The editor of the Cedar Rapids (Iowa) Gazette no longer uses that title to describe himself. He is becoming the information content leader.

“The information content leader works with content team coaches and team leaders using every journalistic resource available employing what he calls entrepreneurial Superbloggers” who will use Twitter, Facebook, YouTube, Flickr, etc.

That doesn’t bode well for the Observer.  If I were forced to serve as a content leader working with content coaches and team leaders and tweeting about it all, I might not want to go to work in the morning.

The executive of the Rockford (Ill.) Register Star hopes to begin using holograms. Holograms? I had to do a little research on that one and didn’t come up with much.

Holograms are those images that change when you look at them from different angles. Here’s what I found: “The newspaper you’re now reading one day may be done as a hologram. Allen says one hologram would be able to contain up to 200 pages of text, which could be accessed merely by tilting the hologram in your hands.”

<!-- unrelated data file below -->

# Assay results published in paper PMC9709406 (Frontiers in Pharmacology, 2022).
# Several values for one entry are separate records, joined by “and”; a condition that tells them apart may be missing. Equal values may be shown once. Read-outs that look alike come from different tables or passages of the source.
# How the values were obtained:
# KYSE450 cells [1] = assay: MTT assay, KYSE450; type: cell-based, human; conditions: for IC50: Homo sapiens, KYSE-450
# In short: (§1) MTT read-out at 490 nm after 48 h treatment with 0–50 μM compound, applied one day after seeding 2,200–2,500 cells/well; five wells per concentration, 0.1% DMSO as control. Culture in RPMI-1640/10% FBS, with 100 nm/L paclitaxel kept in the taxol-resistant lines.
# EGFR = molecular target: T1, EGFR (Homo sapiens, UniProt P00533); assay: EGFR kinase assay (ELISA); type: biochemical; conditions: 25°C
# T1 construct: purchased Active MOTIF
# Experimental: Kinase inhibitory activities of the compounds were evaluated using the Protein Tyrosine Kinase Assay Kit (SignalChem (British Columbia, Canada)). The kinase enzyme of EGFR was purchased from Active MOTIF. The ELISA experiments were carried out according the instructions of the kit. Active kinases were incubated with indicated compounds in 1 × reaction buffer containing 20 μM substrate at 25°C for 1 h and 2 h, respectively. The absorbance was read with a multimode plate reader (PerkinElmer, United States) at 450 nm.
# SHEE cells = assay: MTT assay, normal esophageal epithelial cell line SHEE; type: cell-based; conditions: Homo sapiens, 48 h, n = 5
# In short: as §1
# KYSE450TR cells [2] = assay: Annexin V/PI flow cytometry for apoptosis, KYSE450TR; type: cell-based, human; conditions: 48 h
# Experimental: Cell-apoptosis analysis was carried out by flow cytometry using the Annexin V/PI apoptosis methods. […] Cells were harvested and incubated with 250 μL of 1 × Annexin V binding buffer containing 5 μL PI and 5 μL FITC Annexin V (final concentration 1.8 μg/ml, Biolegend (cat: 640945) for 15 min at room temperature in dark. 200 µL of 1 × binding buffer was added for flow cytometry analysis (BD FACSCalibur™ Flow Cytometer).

There are holograms and then there are chunks. I read that newspapers must think of themselves not only as multi-platform packaged story providers but also as the information utility. The difference, the writer says, it revolutionary. Consumers must be allowed to create their own products based on “extremely granular interests,” chunks of data, not news stories.

Looking ahead, I don’t have any reporters to lay off other than myself and then what would I do with my time? I intend to continue creating chunks as I cover every event the Flying Bullfrogs are part of.

  • Front.train
    WRECKAGE—Morenci Fire Department member Taylor Schisler walks past the smoking wreckage of a semi-truck tractor on the north side of the Norfolk and Southern Railroad tracks on Ranger Highway. The truck trailer was on the south side of the tracks
  • Front.sculpta
    SCULPTORS—Morenci third grade students Emersyn Thompson (left) and Marissa Lawrence turn spaghetti sticks into mini sculptures Friday during a class visit to Stair District Library. All Morenci Elementary School classes recently visited the library to experience the creative construction toys purchased through the “Sculptamania!” project, funded by a Disney Curiosity Creates grant. The grant is administered by the Association for Library Services to Children, a division of the American Library Association.